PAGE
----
Symposium on Future U.S. Ground-based Astronomy in the Global Context

Interacting Galaxy NGC 5331 Credit: NASA, ESA, the Hubble Heritage (STScI/AURA)-ESA/Hubble Collaboration, and A. Evans (University of Virginia, Charlottesville/NRAO/Stony Brook University)Interacting Galaxy NGC 5331 Credit: NASA, ESA, the Hubble Heritage (STScI/AURA)-ESA/Hubble Collaboration, and A. Evans (University of Virginia, Charlottesville/NRAO/Stony Brook University)

Kavli Futures Symposium XII

Symposium on Future U.S. Ground-based Astronomy in the Global Context
16-17 January 2014, JW Marriott Hotel, Santa Monica, CA

For almost a hundred years the U.S. has been a dominant force in ground-based observational astronomy, enabled through significant private philanthropic, federal and state investments in university and national observatories, institutes and centers that support major astronomical facilities and instrumentation. However, over the last decade or so, several factors have begun to challenge the viability and future competitiveness of U.S. ground-based astronomy.  These include: the rapid increase in investment in astronomy research and forefront facilities by the rest of the world, the significantly increased real costs of global facilities such as Atacama Large Millimeter/submillimeter Array (ALMA), 30m-class O/IR telescopes and the Square Kilometre Array, and a declining commitment within the U.S. federal and state governments and the university community to make the ever-increasing investments in observatories and their critical infrastructure in the face of economic pressure.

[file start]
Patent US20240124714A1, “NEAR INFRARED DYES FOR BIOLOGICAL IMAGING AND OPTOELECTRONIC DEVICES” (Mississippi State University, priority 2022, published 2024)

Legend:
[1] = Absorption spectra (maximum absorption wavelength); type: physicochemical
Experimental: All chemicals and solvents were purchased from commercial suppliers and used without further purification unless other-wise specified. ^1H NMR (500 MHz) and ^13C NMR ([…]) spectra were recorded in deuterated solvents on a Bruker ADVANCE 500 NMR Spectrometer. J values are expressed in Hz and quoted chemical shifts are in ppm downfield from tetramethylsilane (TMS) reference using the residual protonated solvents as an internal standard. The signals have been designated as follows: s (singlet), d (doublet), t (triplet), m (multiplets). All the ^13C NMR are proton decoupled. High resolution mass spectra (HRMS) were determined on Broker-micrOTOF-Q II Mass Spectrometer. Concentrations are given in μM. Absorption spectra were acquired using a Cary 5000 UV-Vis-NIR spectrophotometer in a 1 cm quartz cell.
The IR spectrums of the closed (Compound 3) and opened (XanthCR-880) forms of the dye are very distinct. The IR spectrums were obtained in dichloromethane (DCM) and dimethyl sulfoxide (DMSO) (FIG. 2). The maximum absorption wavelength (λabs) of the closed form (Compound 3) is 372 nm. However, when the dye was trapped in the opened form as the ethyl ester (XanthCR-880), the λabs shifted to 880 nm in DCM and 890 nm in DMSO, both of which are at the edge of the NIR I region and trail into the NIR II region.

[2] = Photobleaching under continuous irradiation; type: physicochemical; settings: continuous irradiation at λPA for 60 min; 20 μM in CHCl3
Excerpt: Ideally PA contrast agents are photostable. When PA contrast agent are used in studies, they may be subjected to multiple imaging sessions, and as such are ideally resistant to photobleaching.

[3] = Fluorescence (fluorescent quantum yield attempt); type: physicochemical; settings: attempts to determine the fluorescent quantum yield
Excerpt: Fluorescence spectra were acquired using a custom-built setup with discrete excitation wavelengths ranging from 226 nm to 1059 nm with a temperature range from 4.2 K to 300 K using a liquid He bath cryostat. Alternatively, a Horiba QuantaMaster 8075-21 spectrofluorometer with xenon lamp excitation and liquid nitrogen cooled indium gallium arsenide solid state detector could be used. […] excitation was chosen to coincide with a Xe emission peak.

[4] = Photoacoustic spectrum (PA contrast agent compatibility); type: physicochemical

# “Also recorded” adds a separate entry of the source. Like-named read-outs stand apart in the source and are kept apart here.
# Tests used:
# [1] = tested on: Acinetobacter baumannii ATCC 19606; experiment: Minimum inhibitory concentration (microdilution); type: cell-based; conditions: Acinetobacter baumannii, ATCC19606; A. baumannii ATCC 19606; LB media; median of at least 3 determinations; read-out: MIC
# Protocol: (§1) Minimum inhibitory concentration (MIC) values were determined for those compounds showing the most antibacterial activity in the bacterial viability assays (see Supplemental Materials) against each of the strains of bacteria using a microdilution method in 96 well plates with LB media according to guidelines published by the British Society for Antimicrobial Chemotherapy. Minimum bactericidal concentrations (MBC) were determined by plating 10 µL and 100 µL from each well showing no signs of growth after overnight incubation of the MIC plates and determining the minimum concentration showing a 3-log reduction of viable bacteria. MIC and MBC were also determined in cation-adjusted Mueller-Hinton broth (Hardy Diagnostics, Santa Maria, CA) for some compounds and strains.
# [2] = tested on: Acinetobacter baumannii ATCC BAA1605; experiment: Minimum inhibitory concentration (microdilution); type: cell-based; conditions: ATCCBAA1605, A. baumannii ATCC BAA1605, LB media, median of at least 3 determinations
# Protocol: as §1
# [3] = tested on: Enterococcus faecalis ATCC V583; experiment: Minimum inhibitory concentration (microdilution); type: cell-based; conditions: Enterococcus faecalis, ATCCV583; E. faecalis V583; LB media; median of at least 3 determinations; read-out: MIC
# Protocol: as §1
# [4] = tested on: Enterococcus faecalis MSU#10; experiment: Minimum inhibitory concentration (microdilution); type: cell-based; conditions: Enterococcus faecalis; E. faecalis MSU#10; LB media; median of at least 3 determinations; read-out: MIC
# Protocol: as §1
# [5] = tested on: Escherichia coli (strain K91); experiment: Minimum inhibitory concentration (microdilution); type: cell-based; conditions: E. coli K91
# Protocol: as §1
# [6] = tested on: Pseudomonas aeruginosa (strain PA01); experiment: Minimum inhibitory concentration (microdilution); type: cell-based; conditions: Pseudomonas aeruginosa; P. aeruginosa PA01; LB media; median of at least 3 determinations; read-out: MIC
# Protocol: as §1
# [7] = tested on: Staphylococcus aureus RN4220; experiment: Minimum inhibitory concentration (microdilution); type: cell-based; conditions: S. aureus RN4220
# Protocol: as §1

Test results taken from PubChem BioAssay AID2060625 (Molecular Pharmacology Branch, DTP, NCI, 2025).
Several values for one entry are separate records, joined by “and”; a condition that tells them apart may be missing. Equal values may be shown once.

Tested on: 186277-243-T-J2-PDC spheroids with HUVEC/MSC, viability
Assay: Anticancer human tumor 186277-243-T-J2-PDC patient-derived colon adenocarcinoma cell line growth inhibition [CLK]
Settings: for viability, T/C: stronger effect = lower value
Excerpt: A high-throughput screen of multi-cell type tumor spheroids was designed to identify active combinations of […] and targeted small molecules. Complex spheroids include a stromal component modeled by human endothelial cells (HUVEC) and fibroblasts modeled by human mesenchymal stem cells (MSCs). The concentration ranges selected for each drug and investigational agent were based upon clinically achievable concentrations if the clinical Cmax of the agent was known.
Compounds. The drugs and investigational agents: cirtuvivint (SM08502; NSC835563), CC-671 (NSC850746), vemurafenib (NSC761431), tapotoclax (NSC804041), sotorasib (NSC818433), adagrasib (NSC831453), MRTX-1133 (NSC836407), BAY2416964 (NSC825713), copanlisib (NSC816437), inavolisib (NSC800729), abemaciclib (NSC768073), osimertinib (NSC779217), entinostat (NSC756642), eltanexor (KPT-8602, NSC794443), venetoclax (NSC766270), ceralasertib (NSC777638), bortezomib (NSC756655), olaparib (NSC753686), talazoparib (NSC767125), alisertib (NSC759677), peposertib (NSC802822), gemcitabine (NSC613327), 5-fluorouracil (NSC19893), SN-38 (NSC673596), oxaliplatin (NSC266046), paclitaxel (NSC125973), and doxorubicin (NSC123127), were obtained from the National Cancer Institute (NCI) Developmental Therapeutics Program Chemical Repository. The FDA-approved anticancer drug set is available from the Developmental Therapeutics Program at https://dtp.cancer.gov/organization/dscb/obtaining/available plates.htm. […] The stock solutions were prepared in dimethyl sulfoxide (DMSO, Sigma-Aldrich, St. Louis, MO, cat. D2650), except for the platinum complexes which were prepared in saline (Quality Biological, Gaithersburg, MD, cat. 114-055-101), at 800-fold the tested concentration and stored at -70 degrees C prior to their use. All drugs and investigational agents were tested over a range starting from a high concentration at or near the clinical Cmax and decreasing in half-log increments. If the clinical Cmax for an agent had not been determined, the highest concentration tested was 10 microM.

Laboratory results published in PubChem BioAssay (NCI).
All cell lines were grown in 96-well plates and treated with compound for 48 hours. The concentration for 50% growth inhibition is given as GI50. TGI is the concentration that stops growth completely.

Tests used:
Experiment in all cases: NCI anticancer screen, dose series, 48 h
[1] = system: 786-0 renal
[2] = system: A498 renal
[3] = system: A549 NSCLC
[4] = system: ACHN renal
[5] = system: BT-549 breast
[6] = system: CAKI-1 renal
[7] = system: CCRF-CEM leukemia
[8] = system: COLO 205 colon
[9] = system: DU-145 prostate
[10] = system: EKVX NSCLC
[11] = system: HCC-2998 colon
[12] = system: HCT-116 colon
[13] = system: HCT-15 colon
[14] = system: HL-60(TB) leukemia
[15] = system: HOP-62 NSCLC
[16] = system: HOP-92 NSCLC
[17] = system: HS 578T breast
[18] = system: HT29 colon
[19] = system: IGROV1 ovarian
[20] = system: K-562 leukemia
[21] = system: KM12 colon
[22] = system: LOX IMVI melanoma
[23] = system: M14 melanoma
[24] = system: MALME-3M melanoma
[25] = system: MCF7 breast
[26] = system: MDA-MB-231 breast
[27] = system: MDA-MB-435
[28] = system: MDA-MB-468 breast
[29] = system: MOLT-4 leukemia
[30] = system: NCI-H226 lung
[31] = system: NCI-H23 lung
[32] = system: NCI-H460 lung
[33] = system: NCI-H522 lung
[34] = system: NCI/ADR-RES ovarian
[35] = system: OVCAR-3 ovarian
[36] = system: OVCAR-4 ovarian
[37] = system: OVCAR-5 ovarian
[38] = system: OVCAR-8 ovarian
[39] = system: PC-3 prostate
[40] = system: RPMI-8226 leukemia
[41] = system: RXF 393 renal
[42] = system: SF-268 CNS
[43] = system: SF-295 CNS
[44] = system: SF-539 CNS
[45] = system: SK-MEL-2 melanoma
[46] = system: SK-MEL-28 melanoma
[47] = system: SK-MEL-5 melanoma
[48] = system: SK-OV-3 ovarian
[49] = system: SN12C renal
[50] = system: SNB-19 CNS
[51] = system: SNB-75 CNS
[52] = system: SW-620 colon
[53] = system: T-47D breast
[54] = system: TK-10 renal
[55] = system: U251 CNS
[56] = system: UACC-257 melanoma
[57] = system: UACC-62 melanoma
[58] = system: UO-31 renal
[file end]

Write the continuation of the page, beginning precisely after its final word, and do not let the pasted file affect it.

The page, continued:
The New Worlds New Horizons Decadal Survey presented scientific recommendations on U.S. astronomy in 2010, but the future for U.S. ground-based astronomy in the coming decade has become very challenging.  While it is impossible to forecast budget trends accurately over such a long time scale, the long-term negative impact of a persistently pessimistic budget outlook cannot be underestimated, leading to the best minds choosing to avoid astronomy as a career or to leave the U.S. community, inhibiting new ideas and stalling plans for the future.  If the dire outlook is not reversed soon, U.S. ground-based astronomy is in danger of losing its excellence and competitiveness internationally in the coming decade and beyond.

This 12th Kavli Futures Symposium aimed to develop a positive vision for how to maintain excellence in future U.S. ground-based astronomy in the era of billion-dollar class facilities, in which international collaboration is inevitable and necessary.  The meeting did not revisit the science priorities of the decadal survey, but focused on (1) examining the new realities U.S. astronomy is facing domestically and abroad, and how it needs to adapt in the new global environment, (2) coming to a consensus on novel approaches for maintaining and funding vibrant research at the universities and research centers, coupled with a flexible and innovative system of domestic observatories and laboratories, (3) developing a more coherent structure in U.S. astronomy in order to engage proactively strategic international collaborations to build and operate next-generation world-class facilities, (4) articulating a clear and realistic roadmap of how to move U.S. ground-based astronomy forward to maintain its excellence in the global context, and (5) developing actions to strengthen the communication of broader societal impact of astronomy to the public, Congress and the Administration to gain their support.